Tuesday, October 16, 2007

Jython lives!

It's good to see that Jython is under active development again.

I use cPython a lot. I'd pretty much stopped using Jython because it does not currently support language features that I find essential - decimals, generators and list comprehensions, for example.

The project seemed to be dormant, but Jython 2.2 has just been released, and it looks like Jython 2.5 is on the way, with all the critical features that I need. Excellent news!

Monday, September 24, 2007

Download all pdfs in a web page

A while ago I found an out-of-print book with a web-page that listed a series of downloadable pdfs.

Since there were 17 chapters and several other sections, I didn't want to right-click my way through the list so I wrote a quick Python script to do it for me.

This must be a Python idiom. I've had to re-invent it so often, I thought I'd blog it so that I -and you - will never have to create it from scratch again.

Here it is.

import urllib, re, sys
# download each pdf linked to in a web-page.
# assumes that the urls are all relative,
# which is usually the case
pdflink = re.compile(r'<a href="(.*\.pdf)">')
baseURL = sys.argv[1]
page = urllib.urlopen(baseURL+"contents.html")

for line in page.readlines():
match = pdflink.search(line)
if match:
filename = match.group(1)
print "downloading %s" % filename
urllib.urlretrieve(baseURL+filename, filename)

Google soft-launches social bookmarking tool

Is Google shared stuff the latest hot thing? It's a new social bookmarking tool.

It's available now, although you won't yet find it in the list of Google services and tools, nor on the Google labs page.

As well as sharing with your friends, the new bookmarklet allows you to share your links via several third-party sites, including Facebook, digg, reddit and del.icio.us.

In itself, it wouldn't be worldshaking; but
  1. It's from Google
  2. There are rumors of a soon-to-be-released Google api for social networking.

Saturday, September 22, 2007

Count Blog subscriptions with this Python script

If you blog, you're probably keen to know the size of your readership. Many of your subscribers will use an RSS aggregation service, and these days there are lots of feed aggregators. How do you count the subscribers?

This short Python script does just that.

If you can access the httpd logs of the server that hosts your blog, you'll find that many aggregators send you a subscriber count when they check for new blog entries.

A log entry for a typical aggregator request looks like this: - - [21/Sep/2007:04:12:34 +0100]
"GET /atom.xml HTTP/1.1" 200 0 "-"
"Bloglines/3.1 (http://www.bloglines.com; 10 subscribers)"

The Python script below filters out lines that contain the string "subscribers", extracts the Ip address and subscriber count, and calculates the total number of subscriptions.

The script is very simple, but there are a couple of wrinkles.

A singe log file can include multiple requests from a given aggregator. The script puts counts into a dictionary keyed by the aggregator's ip address, so the total count includes the latest value for each aggregator.

In theory, you could get a request that included the string 'subscriber' from some other source. (For example, someone might visit a URL for newsletter subscribers.)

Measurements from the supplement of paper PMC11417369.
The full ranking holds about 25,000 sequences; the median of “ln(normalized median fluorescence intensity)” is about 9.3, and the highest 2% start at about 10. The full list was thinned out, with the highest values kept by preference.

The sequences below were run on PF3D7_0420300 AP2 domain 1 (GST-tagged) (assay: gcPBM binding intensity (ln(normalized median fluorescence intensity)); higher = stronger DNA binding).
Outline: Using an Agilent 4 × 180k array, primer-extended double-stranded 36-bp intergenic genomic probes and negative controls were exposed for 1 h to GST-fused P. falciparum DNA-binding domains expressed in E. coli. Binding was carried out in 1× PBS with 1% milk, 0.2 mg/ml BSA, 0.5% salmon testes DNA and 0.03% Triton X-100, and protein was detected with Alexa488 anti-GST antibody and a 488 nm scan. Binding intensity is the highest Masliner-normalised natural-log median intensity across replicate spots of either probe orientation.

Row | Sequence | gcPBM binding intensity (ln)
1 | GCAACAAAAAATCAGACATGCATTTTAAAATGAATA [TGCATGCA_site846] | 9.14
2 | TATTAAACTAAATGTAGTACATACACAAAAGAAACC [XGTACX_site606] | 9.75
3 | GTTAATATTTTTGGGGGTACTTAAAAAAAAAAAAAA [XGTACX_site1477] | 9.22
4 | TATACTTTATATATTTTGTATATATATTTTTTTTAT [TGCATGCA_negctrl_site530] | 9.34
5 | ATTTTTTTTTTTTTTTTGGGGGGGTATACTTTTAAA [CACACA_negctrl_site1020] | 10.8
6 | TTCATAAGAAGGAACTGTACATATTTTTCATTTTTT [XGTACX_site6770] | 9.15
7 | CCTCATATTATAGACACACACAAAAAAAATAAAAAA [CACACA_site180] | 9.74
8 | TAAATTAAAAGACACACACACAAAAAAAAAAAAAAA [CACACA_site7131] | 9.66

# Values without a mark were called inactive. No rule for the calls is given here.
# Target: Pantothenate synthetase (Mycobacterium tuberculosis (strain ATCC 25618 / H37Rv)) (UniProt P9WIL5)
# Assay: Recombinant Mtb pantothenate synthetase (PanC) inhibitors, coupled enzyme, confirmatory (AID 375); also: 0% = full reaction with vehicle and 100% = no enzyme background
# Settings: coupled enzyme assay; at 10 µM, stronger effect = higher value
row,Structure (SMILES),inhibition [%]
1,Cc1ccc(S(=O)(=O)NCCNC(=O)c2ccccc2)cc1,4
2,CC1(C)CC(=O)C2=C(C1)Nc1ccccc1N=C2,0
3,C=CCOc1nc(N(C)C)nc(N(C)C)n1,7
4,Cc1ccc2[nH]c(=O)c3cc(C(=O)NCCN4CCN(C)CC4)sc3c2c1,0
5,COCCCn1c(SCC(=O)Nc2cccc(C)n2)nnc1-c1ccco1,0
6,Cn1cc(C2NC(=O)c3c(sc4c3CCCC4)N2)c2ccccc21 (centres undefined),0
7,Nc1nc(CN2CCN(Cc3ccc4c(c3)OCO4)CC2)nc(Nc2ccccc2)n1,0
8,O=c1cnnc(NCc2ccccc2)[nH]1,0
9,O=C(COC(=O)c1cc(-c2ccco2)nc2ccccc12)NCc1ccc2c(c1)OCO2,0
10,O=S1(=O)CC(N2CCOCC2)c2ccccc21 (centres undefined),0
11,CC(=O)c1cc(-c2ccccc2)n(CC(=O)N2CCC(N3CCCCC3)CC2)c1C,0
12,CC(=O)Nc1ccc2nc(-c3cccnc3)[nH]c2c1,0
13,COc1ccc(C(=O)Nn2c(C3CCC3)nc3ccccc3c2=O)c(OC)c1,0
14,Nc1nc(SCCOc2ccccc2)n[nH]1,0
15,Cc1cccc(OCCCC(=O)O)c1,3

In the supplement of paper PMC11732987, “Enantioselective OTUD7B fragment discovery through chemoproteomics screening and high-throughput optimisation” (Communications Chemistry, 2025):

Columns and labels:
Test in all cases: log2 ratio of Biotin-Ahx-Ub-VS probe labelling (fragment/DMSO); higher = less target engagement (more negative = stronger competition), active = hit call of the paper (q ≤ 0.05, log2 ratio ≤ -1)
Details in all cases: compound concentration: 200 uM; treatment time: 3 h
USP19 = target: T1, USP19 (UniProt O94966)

The script has a fudge to treat such requests as if they came from a dummy aggregator with no subscribers.

Here's the script:

# count blog subscribers from httpd log file 
import re

ip =r"^(\d{1,3}\.\d{1,3}\.\d{1,3}\.\d{1,3})"
anything = ".*"
count = r"\s(\d+)\s"
subscriber = "subscriber"
subscription_entry = re.compile(ip+anything+count+subscriber)

def ipc(line):
match = subscription_entry.search(line)
if match:
return match.group(1,2)
# just in case the line contains 'subscriber'
# but does not match the regular expression
null_entry = ("", 0)
return null_entry

def total_counts(ips_and_counts):
# there may be multiple log entries for a given aggregator
# so we use a dictionary and just keep the last value
# which is the latest one for each aggregator
dict = {}
for (ip, count) in ips_and_counts:
dict[ip] = int(count)
return sum(dict.values())

def countSubscribersInLogFile(filename):
file = open(filename)
counts = [ipc(line) for line in file if subscriber in line]
total = total_counts(counts)
return total

if __name__ == "__main__":
import os, sys
filename = sys.argv[1]
details = (countSubscribersInLogFile(filename), filename)
print "%d subscriptions in %s" % details

Monday, September 10, 2007


Nat Price has posted an excellent overview of Test Data Builders. (Don't be put off by the image!)

Sadly, he doesn't (yet) say much about the problem of unit testing builders, though he does point out that Builder classes may well find their way into production code. Nat, that's a hint...

XPDay7 is shaping up; now on to SPA2008!

The programme committee for XPDay7 met last week to review session proposals. We'd received an outstanding collection of submissions, so there was no problem in filling the program with quality sessions. The hard part, as usual, was to decide which ones we would not include.

The meeting went very smoothly. Angela Martin and Ivan Moore are joint program chairs this year. They put a lot of hard work into preparation, and it really paid off.

If you've submitted a proposal for XPDay7, expect to hear from Angela or Ivan soon.

I'm now bending my mind to SPA2008. Ivan Moore and Eoin Woods are joint program chairs. As conference chair, I'm as keen as they are to see another outstanding programme.

If you submitted a proposal for XPDay7, consider submitting a session for SPA. We like a mix of new and proven sessions, so acceptance for XPay7 shouldn't stop you from submitting a similar proposal for SPA. Not should rejection - there were excellent submissions for which we just had no room, and they might well fit in the (longer) SPA programme.